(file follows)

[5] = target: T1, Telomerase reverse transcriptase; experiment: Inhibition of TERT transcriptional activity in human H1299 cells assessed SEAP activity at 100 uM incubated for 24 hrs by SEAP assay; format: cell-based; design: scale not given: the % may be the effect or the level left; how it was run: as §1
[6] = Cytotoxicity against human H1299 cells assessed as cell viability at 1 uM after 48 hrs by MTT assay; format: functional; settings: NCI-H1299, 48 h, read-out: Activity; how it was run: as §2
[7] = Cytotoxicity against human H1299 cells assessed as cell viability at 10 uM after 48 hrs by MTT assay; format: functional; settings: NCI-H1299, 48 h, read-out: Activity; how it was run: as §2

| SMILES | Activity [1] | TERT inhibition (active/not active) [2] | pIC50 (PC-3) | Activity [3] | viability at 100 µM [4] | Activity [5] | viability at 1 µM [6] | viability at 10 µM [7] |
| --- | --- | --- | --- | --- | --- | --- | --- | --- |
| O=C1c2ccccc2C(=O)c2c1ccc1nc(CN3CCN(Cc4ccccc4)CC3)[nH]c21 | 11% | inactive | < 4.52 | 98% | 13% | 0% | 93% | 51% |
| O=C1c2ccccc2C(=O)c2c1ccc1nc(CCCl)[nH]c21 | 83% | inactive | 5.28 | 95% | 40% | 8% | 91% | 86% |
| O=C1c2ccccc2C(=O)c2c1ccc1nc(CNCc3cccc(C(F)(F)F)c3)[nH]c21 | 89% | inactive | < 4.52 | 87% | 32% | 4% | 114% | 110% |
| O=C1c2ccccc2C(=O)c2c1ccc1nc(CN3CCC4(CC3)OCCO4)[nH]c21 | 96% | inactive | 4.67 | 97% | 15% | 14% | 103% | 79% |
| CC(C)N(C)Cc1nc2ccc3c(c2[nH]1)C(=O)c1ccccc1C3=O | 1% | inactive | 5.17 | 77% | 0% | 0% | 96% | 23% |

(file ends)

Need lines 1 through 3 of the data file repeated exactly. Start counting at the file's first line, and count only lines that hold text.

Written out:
[5] = target: T1, Telomerase reverse transcriptase; experiment: Inhibition of TERT transcriptional activity in human H1299 cells assessed SEAP activity at 100 uM incubated for 24 hrs by SEAP assay; format: cell-based; design: scale not given: the % may be the effect or the level left; how it was run: as §1
[6] = Cytotoxicity against human H1299 cells assessed as cell viability at 1 uM after 48 hrs by MTT assay; format: functional; settings: NCI-H1299, 48 h, read-out: Activity; how it was run: as §2
[7] = Cytotoxicity against human H1299 cells assessed as cell viability at 10 uM after 48 hrs by MTT assay; format: functional; settings: NCI-H1299, 48 h, read-out: Activity; how it was run: as §2